Article excerpt


THE canals were the lifeblood of the industrial revolution. These inland waterways ferried materials to build the new industrial centres and in turn transported the produce from the factories and mines to the ports.

Thousands were employed on these waterways with some of the most important stretches of canal here in the northwest.

Cheshire was a key part of the network with the huge quantities of rock salt produced by the county's salt mines being exported via the ports of Liverpool and Manchester. Also in the northwest the Lancashire coalfield saw millions of tons of coal sent for distribution via the canals.

Runcorn was another important point in the canal network. It was from here that the Old Quay Canal, linking Runcorn with Warrington was constructed and the Weaver Canal was cut through to Weston Point. The canals brought new industry to the region and by the mid-nineteenth century Runcorn boasted a slate works, a timber yard and a tanning industry.

The seeds for the new age were sown when the Mersey and Irwell river Navigation was opened in 1740, enabling boats to navigate from Liverpool to Manchester but the first canal to be built was the Bridgewater, northwest of Manchester in the late 18th century. The Duke of Bridgewater owned coal mines at Worsley and he employed engineer James Brindley to build a short canal to link his mines with the Irwell. It was completed in 1776, opening up new markets for the colliery owners. It was the start of the canal age.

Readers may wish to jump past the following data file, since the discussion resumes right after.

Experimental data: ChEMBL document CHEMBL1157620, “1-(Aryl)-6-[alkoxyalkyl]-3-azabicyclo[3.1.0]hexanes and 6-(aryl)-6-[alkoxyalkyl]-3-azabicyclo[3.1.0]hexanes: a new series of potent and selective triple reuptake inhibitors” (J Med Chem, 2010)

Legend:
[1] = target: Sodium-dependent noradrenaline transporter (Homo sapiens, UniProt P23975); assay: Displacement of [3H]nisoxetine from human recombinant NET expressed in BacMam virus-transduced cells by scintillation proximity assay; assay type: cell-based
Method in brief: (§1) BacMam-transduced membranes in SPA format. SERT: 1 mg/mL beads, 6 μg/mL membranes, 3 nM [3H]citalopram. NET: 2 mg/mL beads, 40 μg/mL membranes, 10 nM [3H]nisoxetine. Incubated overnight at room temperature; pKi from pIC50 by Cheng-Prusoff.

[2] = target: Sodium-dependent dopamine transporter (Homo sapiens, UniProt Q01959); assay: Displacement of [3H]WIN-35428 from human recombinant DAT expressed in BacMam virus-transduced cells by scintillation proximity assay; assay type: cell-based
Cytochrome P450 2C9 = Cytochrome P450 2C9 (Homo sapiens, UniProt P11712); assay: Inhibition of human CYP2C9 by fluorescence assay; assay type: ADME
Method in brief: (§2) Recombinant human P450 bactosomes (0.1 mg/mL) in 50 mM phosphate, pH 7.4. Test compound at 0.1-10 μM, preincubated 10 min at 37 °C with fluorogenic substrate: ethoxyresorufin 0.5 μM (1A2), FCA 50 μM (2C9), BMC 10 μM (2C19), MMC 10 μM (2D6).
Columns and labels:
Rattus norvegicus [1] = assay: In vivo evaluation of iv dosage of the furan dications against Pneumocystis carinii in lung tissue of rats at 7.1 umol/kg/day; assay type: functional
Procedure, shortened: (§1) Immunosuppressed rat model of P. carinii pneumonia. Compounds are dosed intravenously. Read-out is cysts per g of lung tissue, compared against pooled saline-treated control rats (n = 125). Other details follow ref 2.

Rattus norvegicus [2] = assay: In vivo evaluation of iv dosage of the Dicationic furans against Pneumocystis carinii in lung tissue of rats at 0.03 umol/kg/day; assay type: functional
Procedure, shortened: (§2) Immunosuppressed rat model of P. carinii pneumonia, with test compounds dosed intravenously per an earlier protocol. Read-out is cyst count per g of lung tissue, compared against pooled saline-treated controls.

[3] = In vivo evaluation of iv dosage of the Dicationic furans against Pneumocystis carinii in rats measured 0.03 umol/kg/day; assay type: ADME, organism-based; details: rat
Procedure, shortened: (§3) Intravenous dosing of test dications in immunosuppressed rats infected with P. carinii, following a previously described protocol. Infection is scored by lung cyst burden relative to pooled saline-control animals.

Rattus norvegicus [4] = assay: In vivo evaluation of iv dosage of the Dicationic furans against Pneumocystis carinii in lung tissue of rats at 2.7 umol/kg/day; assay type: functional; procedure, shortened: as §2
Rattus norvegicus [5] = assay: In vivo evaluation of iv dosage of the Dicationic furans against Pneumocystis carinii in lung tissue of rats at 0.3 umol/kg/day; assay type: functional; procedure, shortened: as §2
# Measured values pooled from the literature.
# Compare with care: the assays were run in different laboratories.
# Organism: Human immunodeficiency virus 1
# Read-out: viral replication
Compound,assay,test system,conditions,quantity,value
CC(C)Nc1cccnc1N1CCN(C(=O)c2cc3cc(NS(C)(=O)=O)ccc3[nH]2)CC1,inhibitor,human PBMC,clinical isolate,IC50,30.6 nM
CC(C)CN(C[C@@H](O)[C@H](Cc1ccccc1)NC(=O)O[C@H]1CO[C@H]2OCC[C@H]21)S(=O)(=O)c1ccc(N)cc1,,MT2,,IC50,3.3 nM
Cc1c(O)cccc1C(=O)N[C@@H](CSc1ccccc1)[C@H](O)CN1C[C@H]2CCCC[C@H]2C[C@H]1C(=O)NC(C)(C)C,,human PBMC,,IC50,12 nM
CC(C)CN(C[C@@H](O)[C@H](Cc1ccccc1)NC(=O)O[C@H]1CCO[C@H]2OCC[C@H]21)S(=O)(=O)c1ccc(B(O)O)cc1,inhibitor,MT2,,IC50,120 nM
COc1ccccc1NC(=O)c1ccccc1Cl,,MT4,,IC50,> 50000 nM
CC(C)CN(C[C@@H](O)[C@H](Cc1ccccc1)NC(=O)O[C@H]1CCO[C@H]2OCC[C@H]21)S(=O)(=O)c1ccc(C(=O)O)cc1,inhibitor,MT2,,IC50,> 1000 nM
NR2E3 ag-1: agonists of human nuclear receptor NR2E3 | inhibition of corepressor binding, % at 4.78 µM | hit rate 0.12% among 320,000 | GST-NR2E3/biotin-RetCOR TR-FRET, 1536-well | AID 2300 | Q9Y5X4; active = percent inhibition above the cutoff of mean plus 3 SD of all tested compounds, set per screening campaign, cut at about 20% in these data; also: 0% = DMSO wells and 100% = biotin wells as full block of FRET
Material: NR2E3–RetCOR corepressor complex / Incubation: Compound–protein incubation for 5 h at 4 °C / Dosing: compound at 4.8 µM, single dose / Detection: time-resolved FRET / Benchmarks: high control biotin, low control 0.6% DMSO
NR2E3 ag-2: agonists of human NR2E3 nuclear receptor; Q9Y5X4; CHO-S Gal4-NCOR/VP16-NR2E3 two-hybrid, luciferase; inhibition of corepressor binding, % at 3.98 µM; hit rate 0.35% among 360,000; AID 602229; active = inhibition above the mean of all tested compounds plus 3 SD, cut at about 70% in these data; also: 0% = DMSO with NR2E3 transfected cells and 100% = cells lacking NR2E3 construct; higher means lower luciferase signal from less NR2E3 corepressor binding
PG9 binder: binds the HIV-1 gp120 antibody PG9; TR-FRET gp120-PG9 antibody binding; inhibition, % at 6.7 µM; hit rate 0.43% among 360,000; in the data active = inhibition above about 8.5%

Over the next fifty years, fortunes were made, with the smart money from the City being invested in canals linking the watersheds of the Rivers Mersey, Trent, Severn and Thames - some two thousand miles of new waterways! These boom times were to last until the railway age. At first the two forms of transport co-existed but gradually, the spread of the rail network was to spell the death knell for the commercial use of the canals. The decline went on until well into the 20th century when the canals were regenerated for leisure use.

The other major piece of canal engineering in the northwest came at the end of the canal age with the construction of the Manchester Ship Canal. It followed a meeting of Manchester businessmen who decided to build a canal capable of being used by sea-going vessels, thereby avoiding charges for rail transport and Liverpool Docks. …